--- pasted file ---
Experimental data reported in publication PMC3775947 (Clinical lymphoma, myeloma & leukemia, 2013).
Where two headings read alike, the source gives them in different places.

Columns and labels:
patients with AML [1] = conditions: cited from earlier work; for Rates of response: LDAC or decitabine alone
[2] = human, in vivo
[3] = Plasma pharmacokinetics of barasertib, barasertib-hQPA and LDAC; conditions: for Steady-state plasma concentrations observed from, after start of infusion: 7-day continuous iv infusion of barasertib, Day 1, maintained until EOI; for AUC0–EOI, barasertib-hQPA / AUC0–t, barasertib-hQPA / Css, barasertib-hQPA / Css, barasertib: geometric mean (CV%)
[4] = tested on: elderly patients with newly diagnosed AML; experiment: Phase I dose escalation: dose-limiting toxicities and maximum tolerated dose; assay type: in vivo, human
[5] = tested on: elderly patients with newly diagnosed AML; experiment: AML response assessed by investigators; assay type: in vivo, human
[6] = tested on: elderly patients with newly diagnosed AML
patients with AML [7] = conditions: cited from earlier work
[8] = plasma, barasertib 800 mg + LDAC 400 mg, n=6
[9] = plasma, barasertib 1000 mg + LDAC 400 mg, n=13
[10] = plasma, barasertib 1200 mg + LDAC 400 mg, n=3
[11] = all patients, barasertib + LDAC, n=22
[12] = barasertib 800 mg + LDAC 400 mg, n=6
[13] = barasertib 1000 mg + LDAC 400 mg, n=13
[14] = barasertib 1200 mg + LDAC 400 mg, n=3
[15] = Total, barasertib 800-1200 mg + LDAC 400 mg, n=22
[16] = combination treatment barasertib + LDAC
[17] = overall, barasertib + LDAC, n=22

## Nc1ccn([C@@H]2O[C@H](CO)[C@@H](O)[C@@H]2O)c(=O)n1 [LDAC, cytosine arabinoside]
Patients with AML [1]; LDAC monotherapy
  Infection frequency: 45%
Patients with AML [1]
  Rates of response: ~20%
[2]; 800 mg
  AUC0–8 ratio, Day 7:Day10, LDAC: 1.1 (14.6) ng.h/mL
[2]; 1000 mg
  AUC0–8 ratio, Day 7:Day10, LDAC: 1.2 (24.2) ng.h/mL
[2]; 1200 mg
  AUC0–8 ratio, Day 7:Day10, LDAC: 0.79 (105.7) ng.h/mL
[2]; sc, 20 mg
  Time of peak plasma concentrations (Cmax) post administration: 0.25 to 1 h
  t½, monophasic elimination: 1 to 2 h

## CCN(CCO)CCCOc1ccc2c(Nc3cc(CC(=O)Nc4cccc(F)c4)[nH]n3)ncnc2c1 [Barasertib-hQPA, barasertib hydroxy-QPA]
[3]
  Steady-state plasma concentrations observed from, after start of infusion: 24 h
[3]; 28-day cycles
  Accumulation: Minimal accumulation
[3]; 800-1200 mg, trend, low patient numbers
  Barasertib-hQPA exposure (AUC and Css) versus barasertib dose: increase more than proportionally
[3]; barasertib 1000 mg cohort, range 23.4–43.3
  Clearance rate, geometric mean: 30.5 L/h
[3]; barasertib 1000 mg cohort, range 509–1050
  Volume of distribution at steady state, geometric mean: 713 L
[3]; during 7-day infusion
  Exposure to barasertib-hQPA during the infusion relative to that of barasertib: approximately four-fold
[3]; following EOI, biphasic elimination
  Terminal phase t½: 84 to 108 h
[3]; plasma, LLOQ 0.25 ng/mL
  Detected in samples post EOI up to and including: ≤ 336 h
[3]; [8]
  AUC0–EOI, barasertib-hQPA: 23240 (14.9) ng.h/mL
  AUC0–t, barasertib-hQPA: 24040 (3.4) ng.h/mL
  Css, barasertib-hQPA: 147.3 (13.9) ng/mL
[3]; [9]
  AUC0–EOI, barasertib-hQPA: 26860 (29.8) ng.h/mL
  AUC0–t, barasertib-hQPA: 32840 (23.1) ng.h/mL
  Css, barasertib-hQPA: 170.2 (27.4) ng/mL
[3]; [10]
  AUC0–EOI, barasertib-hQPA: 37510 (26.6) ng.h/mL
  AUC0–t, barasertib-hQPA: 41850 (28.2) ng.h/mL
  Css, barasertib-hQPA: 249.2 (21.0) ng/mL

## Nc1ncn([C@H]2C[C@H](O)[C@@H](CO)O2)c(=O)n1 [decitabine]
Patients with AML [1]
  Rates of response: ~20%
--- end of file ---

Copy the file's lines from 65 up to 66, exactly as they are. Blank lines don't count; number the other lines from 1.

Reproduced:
Patients with AML [1]
  Rates of response: ~20%